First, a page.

We called for a strike in JNU. At the time, Maneka Gandhi was a student there. She could have avoided coming but, being herself, she chose to make a show by arriving at the university.
I hail from Sultanpur district in Uttar Pradesh and, in the 1970s, a large number of washermen in Delhi were also from Sultanpur district. After I became president of the Jawaharlal Nehru University students union on behalf of the Students Federation of India, the washermen of the Statesmen Workers Union of Connaught Place also elected me their president. So, I had double responsibility as a student leader in the first half of 1975. My ties with the washermen were to save me later on during the Emergency.
On June 25, 1975, we heard that Emergency had been imposed and top opposition leaders were being arrested. To save the SFI leaders of JNU, the washermen opened their homes and I took refuge in their colony to save myself. After a few days, I returned to the JNU campus and started organising anti-Emergency activities. We opposed Indira Gandhi but our biggest opposition was against the gunda raj of Sanjay Gandhi.
We decided to resort to picketing and boycotting of classes as a tool of protest. On September 25 and 26, we called for a strike in JNU. At the time, Maneka Gandhi was a student in JNU and the campus was already in an agitated mood when she came to attend her class. She could have avoided coming but, being herself, she chose to make a show by arriving at the university. There was a discussion about who could stop the prime minister's daughter-in-law from entering the School of Language and it was decided that, as president, I should do it. I told Maneka that she should cooperate with the student agitation against the rule of Indira and Sanjay Gandhi. A huge chaos followed and, after some arguments, Maneka went back home.
In the afternoon, a police team came to arrest all the agitators. They began looking for me but ended up arresting Prabir Purkayastha, who later became a noted social activist. I took refuge in the washermen's colony near Connaught Place. The party elders kept shifting me to various hideouts to keep me safe as the police were looking for me. Finally, it was Congress leader Hemvati Nandan Bahuguna, then chief minister of Uttar Pradesh, who arranged for a safe house in Central Delhi. Finally, I was arrested on November 25, 1975. For the next 14 months I was in Tihar Jail along with many other youngsters from the SFI, Akhil Bharatiya Vidyarthi Parishad, the socialist and Naxalite groups. Jail was a big political party at that time. Life went on even in jail and in underground hideouts. It was during this time that my students union predecessor Prakash Karat married Brinda in hiding. We had to supervise and arrange these routines of life from the hideout. We read and debated a lot to keep ourselves fit for the next argument and political protest.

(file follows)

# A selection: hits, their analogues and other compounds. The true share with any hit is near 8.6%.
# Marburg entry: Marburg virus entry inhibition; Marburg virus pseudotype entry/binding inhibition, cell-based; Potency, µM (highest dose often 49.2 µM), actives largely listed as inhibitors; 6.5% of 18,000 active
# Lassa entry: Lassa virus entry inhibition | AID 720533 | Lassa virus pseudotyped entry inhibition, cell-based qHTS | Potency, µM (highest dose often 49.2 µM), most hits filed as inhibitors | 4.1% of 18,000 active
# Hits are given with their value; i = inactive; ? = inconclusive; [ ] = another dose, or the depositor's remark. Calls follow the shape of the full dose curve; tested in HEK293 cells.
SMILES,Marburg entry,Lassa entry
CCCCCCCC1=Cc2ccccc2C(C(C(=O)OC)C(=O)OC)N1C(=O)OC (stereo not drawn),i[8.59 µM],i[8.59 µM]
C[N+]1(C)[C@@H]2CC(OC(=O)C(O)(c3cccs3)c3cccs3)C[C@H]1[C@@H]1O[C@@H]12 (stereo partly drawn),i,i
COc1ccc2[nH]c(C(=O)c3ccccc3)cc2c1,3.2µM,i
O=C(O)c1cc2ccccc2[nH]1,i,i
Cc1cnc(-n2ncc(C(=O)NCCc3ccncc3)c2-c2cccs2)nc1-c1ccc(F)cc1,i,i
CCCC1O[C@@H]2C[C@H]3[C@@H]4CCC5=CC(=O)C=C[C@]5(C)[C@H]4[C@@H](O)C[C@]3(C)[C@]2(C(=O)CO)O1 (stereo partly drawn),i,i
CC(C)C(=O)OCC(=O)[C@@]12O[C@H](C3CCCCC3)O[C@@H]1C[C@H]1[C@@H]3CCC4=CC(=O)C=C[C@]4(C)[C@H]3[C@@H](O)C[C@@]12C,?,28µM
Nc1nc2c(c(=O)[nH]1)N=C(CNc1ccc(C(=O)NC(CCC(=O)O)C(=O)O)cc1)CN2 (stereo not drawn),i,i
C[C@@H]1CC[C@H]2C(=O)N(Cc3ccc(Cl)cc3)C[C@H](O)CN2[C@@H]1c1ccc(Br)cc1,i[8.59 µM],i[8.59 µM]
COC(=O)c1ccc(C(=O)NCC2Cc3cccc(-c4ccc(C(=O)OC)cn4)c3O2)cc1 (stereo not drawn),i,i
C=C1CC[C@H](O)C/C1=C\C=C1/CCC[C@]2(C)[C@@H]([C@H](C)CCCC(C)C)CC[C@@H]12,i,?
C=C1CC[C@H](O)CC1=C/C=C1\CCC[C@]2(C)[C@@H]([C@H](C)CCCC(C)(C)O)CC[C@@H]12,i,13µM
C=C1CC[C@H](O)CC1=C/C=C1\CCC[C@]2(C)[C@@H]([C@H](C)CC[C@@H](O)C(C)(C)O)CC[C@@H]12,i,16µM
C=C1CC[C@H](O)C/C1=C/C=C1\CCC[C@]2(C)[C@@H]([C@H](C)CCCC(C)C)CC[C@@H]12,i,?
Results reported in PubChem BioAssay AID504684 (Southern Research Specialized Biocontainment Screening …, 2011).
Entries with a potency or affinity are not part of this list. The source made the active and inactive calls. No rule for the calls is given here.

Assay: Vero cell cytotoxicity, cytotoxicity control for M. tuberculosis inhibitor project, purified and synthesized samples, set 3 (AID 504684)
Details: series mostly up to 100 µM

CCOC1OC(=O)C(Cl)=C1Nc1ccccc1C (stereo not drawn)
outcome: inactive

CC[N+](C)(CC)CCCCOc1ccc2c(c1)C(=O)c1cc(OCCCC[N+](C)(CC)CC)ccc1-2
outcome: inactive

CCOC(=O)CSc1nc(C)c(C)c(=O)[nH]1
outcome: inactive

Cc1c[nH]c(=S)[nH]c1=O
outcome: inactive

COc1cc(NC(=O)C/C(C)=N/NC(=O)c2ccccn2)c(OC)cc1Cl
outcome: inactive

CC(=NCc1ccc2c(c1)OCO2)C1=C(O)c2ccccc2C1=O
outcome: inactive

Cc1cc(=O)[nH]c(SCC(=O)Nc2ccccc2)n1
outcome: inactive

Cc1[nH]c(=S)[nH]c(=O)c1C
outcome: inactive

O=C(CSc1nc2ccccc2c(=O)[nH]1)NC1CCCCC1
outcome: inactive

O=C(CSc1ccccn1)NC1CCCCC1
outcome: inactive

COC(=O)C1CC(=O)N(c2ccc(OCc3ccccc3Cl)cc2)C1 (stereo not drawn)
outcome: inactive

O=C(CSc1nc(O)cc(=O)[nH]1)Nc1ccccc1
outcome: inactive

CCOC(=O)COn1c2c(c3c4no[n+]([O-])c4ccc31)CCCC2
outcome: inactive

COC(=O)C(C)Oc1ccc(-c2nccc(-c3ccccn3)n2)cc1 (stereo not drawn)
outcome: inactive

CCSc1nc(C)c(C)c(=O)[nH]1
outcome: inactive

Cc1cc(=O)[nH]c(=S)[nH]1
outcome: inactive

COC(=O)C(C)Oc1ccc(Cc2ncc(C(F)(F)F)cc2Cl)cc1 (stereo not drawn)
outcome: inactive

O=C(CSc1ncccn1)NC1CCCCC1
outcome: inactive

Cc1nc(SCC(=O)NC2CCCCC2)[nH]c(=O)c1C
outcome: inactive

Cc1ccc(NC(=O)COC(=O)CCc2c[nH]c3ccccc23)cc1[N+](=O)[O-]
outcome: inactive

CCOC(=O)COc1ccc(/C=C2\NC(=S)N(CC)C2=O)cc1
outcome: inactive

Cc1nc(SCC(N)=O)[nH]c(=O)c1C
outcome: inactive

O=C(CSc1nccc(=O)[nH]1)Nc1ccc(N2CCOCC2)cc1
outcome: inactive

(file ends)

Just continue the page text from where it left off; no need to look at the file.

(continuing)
Finally, when the Emergency was lifted, Biju Patnaik was among the first batch of prisoners to be released. He was in touch with Indira Gandhi and he was also in touch with the opposition forces. He and other leaders demanded that the student union activists should be released and Indira Gandhi agreed. So, after support from the elders like Biju Patnaik and JP, the student leaders in Tihar were released. On January 25, 1977, I stepped out of Tihar along with Arun Jaitley.
The jail term had its plus points because I remained students union president for the longest time. I was elected president on January 31, 1975 and, on being released, was welcomed as the returning hero. On January 25, my friends organised a meeting which was attended by Romila Thapar, Namvar Singh and many others. We all cried that day. But those were tears of joy. Emergency taught us many things. But the most important lesson was that we should not take democracy and freedom of India for granted.
Tripathi is a Nationalist Congress Party member in the Rajya Sabha.